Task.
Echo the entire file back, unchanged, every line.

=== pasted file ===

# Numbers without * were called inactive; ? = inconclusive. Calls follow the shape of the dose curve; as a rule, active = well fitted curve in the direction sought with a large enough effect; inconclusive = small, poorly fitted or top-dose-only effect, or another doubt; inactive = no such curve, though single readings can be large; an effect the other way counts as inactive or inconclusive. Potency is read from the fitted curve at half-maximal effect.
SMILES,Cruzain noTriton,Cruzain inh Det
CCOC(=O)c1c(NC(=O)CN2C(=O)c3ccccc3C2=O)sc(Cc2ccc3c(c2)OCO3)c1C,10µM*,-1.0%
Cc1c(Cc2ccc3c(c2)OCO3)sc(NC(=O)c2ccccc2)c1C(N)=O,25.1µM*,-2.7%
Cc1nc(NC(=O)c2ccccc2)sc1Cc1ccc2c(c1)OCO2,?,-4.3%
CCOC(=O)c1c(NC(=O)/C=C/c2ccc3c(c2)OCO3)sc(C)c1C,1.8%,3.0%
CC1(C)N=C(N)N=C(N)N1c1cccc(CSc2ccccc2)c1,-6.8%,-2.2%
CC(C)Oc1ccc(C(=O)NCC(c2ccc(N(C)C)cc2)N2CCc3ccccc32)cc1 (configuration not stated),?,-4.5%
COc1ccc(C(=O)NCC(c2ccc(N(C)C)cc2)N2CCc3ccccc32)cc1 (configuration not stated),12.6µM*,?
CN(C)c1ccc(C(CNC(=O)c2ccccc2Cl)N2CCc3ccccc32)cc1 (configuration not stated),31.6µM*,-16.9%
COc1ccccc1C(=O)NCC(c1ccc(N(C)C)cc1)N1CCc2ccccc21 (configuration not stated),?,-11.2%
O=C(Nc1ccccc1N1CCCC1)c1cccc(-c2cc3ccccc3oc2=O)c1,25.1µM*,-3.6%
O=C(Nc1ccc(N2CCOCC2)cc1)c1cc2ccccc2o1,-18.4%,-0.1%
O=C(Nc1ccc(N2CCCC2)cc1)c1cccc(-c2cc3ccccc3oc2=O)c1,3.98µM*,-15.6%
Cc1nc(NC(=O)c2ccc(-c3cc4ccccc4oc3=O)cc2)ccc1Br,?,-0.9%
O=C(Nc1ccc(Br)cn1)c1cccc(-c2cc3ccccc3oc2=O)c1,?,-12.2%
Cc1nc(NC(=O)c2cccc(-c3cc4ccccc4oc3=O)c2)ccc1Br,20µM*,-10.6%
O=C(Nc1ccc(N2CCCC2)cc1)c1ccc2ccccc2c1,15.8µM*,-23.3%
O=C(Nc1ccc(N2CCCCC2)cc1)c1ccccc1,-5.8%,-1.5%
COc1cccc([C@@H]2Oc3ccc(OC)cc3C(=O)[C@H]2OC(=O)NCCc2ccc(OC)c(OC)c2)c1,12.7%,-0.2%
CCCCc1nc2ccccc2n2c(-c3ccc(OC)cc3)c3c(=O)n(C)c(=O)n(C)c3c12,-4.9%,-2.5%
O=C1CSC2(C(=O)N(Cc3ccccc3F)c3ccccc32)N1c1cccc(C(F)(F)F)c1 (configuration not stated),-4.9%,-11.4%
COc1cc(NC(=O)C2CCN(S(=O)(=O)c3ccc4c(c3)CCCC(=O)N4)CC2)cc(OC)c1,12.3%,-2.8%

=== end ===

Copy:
# Numbers without * were called inactive; ? = inconclusive. Calls follow the shape of the dose curve; as a rule, active = well fitted curve in the direction sought with a large enough effect; inconclusive = small, poorly fitted or top-dose-only effect, or another doubt; inactive = no such curve, though single readings can be large; an effect the other way counts as inactive or inconclusive. Potency is read from the fitted curve at half-maximal effect.
SMILES,Cruzain noTriton,Cruzain inh Det
CCOC(=O)c1c(NC(=O)CN2C(=O)c3ccccc3C2=O)sc(Cc2ccc3c(c2)OCO3)c1C,10µM*,-1.0%
Cc1c(Cc2ccc3c(c2)OCO3)sc(NC(=O)c2ccccc2)c1C(N)=O,25.1µM*,-2.7%
Cc1nc(NC(=O)c2ccccc2)sc1Cc1ccc2c(c1)OCO2,?,-4.3%
CCOC(=O)c1c(NC(=O)/C=C/c2ccc3c(c2)OCO3)sc(C)c1C,1.8%,3.0%
CC1(C)N=C(N)N=C(N)N1c1cccc(CSc2ccccc2)c1,-6.8%,-2.2%
CC(C)Oc1ccc(C(=O)NCC(c2ccc(N(C)C)cc2)N2CCc3ccccc32)cc1 (configuration not stated),?,-4.5%
COc1ccc(C(=O)NCC(c2ccc(N(C)C)cc2)N2CCc3ccccc32)cc1 (configuration not stated),12.6µM*,?
CN(C)c1ccc(C(CNC(=O)c2ccccc2Cl)N2CCc3ccccc32)cc1 (configuration not stated),31.6µM*,-16.9%
COc1ccccc1C(=O)NCC(c1ccc(N(C)C)cc1)N1CCc2ccccc21 (configuration not stated),?,-11.2%
O=C(Nc1ccccc1N1CCCC1)c1cccc(-c2cc3ccccc3oc2=O)c1,25.1µM*,-3.6%
O=C(Nc1ccc(N2CCOCC2)cc1)c1cc2ccccc2o1,-18.4%,-0.1%
O=C(Nc1ccc(N2CCCC2)cc1)c1cccc(-c2cc3ccccc3oc2=O)c1,3.98µM*,-15.6%
Cc1nc(NC(=O)c2ccc(-c3cc4ccccc4oc3=O)cc2)ccc1Br,?,-0.9%
O=C(Nc1ccc(Br)cn1)c1cccc(-c2cc3ccccc3oc2=O)c1,?,-12.2%
Cc1nc(NC(=O)c2cccc(-c3cc4ccccc4oc3=O)c2)ccc1Br,20µM*,-10.6%
O=C(Nc1ccc(N2CCCC2)cc1)c1ccc2ccccc2c1,15.8µM*,-23.3%
O=C(Nc1ccc(N2CCCCC2)cc1)c1ccccc1,-5.8%,-1.5%
COc1cccc([C@@H]2Oc3ccc(OC)cc3C(=O)[C@H]2OC(=O)NCCc2ccc(OC)c(OC)c2)c1,12.7%,-0.2%
CCCCc1nc2ccccc2n2c(-c3ccc(OC)cc3)c3c(=O)n(C)c(=O)n(C)c3c12,-4.9%,-2.5%
O=C1CSC2(C(=O)N(Cc3ccccc3F)c3ccccc32)N1c1cccc(C(F)(F)F)c1 (configuration not stated),-4.9%,-11.4%
COc1cc(NC(=O)C2CCN(S(=O)(=O)c3ccc4c(c3)CCCC(=O)N4)CC2)cc(OC)c1,12.3%,-2.8%